The mysterious methods to uninstalling Mac apps

When you want to get rid of an app, it's harder than it should be to make sure all the app’s files gone.

macos application folder icon

A reader wrote in with a suggestion for a topic for this column:

Coming from a Windows environment I find that uninstalling a Mac OS application to be very difficult. My understanding is that in some cases you can simply remove the app from the Applications folder, but that is not always the case. There are other cases where the software vendor will provide an uninstall application. How can I easily uninstall apps on my Mac?

Uninstalling apps has never been easy on the Mac. You can sometimes just delete the app from your Applications folder, but that rarely deletes all the files that app has created. Or you can delete apps installed by the Mac App Store from Mission Control: click and hold on an app’s icon. When all the icons wiggle, you can delete any app with an X at its top left corner by clicking the X.


You can uninstall some apps from Launchpad.

There are three different ways apps can be installed:

  • Using an installer, either the OS X Installer app, or, less commonly, installers created by developers. This is necessary when the app needs to install support files in locations that require an administrator’s approval. You’ll see a request for an administrator’s password for these installations, which may install files in the top-level System or Library folders.

  • Via the Mac App Store. In this case, the Mac App Store app installs apps in the Applications folder. Apps installed from the Mac App Store-other than those from Apple-cannot install files in system folders.

  • Manually. Third party apps may be delivered as zip archives, or in disk images. You either decompress the zip archive and move the app to the Applications folder, or mount the disk image, then move the app it contains.

Some apps may install additional software or support files later, either the first time you launch them, or if you download additional files in the app. GarageBand is an example of the latter; you can choose GarageBand > Sound Library to download sounds and loops to use when creating music.

Apps also create support files, such as preferences, and store data as caches, downloads, logs and more. So deleting an app from the Applications folder won’t delete all the files that app has written or saved. In most cases, these files don’t take up much space, but some apps—again, GarageBand is a good example—can store several gigabytes of files.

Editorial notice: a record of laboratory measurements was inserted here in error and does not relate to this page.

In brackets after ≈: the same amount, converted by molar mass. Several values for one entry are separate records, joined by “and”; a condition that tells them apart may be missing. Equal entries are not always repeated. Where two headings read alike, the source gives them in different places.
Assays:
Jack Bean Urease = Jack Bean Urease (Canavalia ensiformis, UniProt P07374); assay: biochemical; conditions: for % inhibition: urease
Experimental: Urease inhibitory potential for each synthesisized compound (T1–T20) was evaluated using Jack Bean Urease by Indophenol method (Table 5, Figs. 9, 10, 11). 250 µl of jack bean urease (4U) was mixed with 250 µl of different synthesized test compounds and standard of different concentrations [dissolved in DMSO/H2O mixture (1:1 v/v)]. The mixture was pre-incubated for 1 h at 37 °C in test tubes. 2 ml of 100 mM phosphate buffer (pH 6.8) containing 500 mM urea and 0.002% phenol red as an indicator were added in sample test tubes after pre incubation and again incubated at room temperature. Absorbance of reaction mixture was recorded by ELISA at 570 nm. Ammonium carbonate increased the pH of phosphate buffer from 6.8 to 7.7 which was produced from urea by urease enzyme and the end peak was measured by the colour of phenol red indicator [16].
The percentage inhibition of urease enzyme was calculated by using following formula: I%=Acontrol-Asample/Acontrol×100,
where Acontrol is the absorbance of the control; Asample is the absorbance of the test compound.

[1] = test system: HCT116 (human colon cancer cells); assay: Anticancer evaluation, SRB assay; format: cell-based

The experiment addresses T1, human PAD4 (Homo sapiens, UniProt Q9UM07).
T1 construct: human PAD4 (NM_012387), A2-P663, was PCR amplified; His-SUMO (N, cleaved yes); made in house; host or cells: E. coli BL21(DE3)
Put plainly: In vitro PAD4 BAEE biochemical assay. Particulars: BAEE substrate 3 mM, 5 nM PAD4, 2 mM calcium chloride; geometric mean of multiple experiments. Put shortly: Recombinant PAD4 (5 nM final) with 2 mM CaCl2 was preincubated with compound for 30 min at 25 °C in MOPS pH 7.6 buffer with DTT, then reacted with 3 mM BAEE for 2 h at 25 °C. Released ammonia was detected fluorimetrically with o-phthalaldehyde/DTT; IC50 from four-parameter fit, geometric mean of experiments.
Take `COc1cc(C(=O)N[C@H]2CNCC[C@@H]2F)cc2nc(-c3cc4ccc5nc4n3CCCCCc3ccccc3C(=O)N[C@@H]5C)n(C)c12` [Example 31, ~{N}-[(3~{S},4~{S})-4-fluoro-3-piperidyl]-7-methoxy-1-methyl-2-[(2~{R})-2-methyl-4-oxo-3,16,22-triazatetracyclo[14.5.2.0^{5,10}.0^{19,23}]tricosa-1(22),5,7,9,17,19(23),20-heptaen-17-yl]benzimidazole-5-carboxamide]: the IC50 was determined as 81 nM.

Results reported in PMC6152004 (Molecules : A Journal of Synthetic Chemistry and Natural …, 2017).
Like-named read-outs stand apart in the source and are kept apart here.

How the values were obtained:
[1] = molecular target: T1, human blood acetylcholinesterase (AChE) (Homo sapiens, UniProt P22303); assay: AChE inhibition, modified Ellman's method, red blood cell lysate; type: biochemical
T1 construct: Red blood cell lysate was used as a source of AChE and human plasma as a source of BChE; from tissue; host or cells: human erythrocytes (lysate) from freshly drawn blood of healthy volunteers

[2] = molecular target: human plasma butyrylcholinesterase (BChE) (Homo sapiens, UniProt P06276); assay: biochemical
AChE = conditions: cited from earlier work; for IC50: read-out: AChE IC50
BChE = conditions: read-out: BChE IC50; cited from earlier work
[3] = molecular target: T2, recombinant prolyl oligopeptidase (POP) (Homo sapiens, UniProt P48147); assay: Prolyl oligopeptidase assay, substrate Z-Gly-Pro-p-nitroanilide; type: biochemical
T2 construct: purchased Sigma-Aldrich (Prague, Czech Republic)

It is more problematic when an app installs software in the System folder or the top-level Library folder. This may be a helper app or extension that continues to run in the background, even when its app is no longer present, and could potentially cause problems with OS X or other apps.

When apps are installed using the OS X Installer app, they write files called receipts. Theoretically, one should be able to use these receipts to uninstall apps; they contain a list of the files that an app installs. You should be able to, for example, open the Installer app, then select an application and have Installer remove it and all its files.

Some third-party developers offer uninstallers, but these aren’t the rule. In many cases, these uninstallers aren’t installed with the original apps, and you need to search a vendor’s website to find one. Or you may need to launch an original installer to use its uninstall option.

In most cases, it doesn’t matter much if deleting an app leaves some files behind: most of these files don’t take up a lot of space. But sometimes apps can leave a lot behind: caches, additional software, and more, that can use a lot of storage and potentially cause problems with your Mac. It shouldn’t be too hard for Apple to design an uninstaller, even for apps that you simply drag to the Applications folder. It would make things a lot easier for Mac users who want to clean out apps they no longer user, and sweep away space taken up by unneeded files.

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